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Morning Headlines: Renacci to Run for Senate Instead; Bipartisan Bill Funds Fentanyl Detection

Lane V Erikson

Here are your morning headlines for Thursday, Jan. 11:

  • Renacci to drop out of governor's race and run for Senate instead;
  • Akron superintendent among candidates to head Columbus Public Schools;
  • Bipartisan bill gives $15 million toward fentanyl detection;
  • Akron telemarketing firm to pay $250,000 penalty in proposed settlement;
  • Embattled online charter school faces closure;
  • Group awards $90,000 grant to protect Ohio youths from human trafficking;
  • North Royalton hacker accused of spying with malware;
  • Two children dead amid severe flu season;
  • Ohio judge charged with stealing $100,000 from a former client;
  • State education officials vote to extend alternative graduation requirements;
  • Jon Husted defends voter roll purges;
  • Bureau of Workers' Compensation requires non-drug treatments for workplace injuries;

Renacci to drop out of governor's race and run for Senate instead
Multiple sources say Jim Renacci will drop out of the Ohio governor’s race this morning and run for Senate instead. The Republican Congressman from Wadsworth met with White House officials on Wednesday who encouraged him to run against incumbent Senator Sherrod Brown this year. The Ohio Senate race was thrown into flux last week when the front-runner for the GOP nomination, Ohio State Treasurer Josh Mandel, dropped out, citing his wife's health. Brown's campaign announced Wednesday that he had raised more than $2.5 million in the fourth quarter of 2017 and he ended the year with almost $10 million in the bank.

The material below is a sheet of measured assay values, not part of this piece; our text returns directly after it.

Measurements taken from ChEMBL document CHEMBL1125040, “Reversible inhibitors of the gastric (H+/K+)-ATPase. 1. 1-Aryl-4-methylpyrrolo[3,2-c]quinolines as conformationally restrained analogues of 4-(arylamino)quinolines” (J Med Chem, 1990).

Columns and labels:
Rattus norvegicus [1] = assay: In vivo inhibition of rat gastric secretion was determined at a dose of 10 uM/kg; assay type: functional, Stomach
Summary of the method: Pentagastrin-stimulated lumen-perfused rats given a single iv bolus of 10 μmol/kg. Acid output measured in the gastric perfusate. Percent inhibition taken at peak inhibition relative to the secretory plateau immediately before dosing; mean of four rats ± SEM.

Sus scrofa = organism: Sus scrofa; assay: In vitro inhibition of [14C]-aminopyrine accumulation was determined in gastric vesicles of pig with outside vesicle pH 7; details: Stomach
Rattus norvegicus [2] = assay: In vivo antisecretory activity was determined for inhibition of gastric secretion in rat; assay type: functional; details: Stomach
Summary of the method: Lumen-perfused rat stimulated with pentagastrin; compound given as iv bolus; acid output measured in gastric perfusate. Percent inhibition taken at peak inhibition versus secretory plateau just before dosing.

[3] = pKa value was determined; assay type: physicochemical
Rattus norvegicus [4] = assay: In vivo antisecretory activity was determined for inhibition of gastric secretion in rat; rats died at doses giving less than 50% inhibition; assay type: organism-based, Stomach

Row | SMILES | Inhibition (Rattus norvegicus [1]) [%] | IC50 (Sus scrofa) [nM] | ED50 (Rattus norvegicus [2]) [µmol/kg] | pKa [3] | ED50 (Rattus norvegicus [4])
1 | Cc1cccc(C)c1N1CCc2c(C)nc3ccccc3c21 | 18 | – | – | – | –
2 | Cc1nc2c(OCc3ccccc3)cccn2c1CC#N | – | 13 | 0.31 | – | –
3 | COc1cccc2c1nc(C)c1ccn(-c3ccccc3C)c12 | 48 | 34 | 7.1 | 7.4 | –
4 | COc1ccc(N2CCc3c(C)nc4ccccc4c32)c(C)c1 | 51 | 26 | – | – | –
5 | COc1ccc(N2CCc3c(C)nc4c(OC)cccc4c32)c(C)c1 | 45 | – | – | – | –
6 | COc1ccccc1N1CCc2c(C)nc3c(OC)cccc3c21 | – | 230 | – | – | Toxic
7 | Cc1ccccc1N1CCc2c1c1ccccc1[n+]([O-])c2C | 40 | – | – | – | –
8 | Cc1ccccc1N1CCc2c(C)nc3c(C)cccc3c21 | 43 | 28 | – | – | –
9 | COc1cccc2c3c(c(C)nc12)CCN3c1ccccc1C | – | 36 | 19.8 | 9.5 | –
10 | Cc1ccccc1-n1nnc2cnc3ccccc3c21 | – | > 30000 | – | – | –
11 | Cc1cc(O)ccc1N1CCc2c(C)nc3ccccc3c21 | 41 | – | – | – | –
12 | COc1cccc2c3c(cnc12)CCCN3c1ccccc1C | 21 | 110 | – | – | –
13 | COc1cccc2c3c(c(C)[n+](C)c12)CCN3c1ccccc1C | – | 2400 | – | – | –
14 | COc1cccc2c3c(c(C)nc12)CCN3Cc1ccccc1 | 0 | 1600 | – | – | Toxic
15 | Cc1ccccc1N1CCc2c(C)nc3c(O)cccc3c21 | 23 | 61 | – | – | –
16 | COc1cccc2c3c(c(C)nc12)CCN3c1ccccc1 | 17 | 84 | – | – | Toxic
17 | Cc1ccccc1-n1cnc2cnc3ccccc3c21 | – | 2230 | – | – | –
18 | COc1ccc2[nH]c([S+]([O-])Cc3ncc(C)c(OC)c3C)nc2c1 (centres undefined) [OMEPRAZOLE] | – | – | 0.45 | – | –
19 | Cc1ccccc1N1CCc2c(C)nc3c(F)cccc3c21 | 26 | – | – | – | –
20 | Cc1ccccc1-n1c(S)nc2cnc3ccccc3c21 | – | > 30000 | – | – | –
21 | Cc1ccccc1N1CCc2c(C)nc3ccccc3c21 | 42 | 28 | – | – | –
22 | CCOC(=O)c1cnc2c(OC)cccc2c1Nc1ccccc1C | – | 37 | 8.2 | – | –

Akron superintendent among candidates to head Columbus Public Schools
Akron Public Schools Superintendent David James is still in the running to become the next superintendent of Columbus Public Schools. James' contract expires in 2019. James has been Akron’s superintendent for nearly a decade, overseeing 20,000 students across 50 buildings. James had his first interview with the district on Wednesday. A group of semifinalists will be interviewed at the end of the month. Columbus schools expect to hire their next superintendent sometime in February.

Bipartisan bill gives $15 million toward fentanyl detection
President Trump has signed a bipartisan bill to fund screening for fentanyl at U.S. borders. The bill allocates $15 million toward portable detection equipment. The detectors will be used at border crossings and post offices. Both of Ohio’s U.S. senators sponsored the bill and were at the signing ceremony in Washington on Wednesday. A separate bill supporting fentanyl detection by the U.S. Postal Service is awaiting a vote in Congress. Ohio was second in the nation last year for drug overdose deaths.